Tom Mayes, a 2013 Rome Prize winner is Historic Preservation from the American Academy in Rome is back in Washington, D.C., these days. But he hasn't stopped thinking and writing about why old places matter. His series of essays about his experiences and research continues here.
People love and revere old buildings for their art and craftsmanship—and for the way they make us feel. As a boy, I was fascinated by an old house that my father’s friend, Jim Withers, used as a barn. From the outside, it looked like a relatively modest, two-story house. It was dilapidated, to say the least—the glass was missing from almost all of the windows, and the shutters sagged from their hinges. But inside, there were all the marks of an architect or master builder. The high-ceilinged rooms had hand-carved woodwork, and the wide mantelpieces were supported by intricate molding. Decorative brackets unwound in a spiral on the edges of the steps of the curving stair. The woodwork, the relationship of the woodwork to the tall plaster walls, the size and height of the rooms, all felt like part of something whole. I didn’t know then why the house made me feel the way it did, but I later learned that I was probably experiencing—despite the bales of hay stacked in the rooms—the concepts of proportion, balance and harmony, as well as the marks of time.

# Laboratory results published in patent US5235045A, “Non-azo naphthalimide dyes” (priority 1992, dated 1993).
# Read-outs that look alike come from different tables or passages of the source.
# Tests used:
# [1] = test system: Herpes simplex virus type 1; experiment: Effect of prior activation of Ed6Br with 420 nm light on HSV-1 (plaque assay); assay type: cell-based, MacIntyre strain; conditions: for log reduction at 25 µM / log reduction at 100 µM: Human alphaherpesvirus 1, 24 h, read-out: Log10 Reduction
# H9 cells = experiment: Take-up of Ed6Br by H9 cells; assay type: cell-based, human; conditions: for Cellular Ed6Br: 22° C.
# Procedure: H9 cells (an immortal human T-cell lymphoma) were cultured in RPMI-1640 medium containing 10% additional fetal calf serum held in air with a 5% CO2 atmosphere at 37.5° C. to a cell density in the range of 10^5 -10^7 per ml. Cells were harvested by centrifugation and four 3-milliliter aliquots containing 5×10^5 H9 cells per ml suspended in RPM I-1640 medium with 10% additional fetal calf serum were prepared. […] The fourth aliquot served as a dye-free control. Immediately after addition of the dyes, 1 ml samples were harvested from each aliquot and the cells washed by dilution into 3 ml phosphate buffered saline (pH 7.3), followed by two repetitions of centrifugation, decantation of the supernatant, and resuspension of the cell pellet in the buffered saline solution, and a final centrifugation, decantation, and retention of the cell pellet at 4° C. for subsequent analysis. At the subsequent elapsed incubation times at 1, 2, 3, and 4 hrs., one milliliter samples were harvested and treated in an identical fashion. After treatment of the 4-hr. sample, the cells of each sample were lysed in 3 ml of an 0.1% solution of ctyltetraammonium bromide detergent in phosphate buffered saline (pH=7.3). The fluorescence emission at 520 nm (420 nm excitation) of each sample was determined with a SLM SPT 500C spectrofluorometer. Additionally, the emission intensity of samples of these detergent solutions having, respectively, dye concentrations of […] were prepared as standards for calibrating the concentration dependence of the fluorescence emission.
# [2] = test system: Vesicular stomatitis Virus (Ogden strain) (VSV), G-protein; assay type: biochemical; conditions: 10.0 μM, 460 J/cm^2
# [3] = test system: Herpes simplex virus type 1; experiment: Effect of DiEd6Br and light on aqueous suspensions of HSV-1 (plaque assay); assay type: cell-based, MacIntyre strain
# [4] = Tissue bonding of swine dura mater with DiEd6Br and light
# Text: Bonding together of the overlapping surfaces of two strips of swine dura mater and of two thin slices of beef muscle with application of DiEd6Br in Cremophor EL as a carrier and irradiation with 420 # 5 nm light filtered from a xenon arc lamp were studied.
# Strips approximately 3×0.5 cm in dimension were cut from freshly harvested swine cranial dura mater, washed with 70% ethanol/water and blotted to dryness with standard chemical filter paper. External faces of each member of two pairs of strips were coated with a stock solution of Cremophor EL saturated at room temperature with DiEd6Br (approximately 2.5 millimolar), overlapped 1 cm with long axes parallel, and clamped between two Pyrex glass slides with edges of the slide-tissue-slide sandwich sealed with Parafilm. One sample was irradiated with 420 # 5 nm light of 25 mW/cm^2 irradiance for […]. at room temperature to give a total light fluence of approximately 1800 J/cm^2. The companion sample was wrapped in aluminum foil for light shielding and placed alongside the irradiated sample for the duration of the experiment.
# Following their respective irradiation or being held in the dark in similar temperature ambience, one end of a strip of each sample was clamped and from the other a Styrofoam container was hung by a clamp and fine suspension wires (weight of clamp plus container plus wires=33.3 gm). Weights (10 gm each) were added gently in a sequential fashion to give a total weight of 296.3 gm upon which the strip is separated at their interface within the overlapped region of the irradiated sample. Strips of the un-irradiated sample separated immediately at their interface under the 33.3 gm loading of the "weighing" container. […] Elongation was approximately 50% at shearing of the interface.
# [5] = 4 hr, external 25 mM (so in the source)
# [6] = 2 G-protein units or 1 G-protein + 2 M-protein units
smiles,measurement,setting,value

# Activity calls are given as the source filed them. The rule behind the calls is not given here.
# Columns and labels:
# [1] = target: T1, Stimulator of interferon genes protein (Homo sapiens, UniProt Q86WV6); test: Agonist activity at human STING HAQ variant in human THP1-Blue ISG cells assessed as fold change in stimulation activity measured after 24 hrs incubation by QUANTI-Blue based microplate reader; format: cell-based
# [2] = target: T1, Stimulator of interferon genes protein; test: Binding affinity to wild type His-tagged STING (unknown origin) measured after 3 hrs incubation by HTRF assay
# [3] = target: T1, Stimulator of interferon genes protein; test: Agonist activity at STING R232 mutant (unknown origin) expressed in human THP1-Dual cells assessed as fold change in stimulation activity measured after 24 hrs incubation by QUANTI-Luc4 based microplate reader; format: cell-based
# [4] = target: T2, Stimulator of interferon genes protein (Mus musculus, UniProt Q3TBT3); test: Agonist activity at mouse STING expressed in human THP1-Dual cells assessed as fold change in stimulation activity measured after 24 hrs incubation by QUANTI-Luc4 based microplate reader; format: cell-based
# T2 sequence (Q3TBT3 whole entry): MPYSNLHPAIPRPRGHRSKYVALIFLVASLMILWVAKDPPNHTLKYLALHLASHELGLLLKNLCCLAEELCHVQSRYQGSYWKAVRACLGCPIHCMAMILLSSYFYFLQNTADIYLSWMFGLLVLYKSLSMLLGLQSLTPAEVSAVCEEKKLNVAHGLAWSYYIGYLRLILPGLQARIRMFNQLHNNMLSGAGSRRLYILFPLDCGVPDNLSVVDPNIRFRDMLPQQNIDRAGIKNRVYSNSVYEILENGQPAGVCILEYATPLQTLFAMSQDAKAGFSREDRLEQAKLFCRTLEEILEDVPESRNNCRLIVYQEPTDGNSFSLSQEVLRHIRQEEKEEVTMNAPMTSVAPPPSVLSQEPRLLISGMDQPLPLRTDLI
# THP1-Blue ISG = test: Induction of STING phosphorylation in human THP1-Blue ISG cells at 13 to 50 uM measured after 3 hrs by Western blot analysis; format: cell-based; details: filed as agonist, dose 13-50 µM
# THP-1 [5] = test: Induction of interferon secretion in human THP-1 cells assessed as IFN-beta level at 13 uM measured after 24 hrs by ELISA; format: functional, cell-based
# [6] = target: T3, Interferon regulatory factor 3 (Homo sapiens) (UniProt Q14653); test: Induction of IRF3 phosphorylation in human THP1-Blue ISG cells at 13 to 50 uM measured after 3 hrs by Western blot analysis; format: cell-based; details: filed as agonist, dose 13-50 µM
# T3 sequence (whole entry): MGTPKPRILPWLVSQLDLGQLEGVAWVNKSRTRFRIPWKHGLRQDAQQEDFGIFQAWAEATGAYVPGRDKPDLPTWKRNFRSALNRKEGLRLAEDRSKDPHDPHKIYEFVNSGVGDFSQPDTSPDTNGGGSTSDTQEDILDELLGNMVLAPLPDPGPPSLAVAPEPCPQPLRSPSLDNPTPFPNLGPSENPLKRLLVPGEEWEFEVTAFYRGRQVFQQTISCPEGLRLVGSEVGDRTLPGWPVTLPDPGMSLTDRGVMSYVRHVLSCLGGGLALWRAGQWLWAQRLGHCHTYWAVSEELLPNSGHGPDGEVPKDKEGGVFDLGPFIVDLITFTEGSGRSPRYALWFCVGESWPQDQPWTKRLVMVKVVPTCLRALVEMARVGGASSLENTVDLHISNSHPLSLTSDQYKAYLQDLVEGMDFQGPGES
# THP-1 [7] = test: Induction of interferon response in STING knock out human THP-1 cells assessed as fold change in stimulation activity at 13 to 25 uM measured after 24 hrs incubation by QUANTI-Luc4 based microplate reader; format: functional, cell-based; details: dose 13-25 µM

I was experiencing Architecture – Architecture with a big “A.”
The feeling I felt in Jim Withers’ old house is a feeling many of us experience when we’re in the presence of certain buildings—that complex web of emotions from wonder to comfort to nobility to delight. It’s the reason that people fall silent under the oculus of the Pantheon in Rome, or stare awestruck at the Farnsworth House. It’s the reason people travel to see the Taj Mahal, the Empire State Building, or the relatively unknown residential masterpieces of Louis Kahn. It’s the magic of architecture.1See also:
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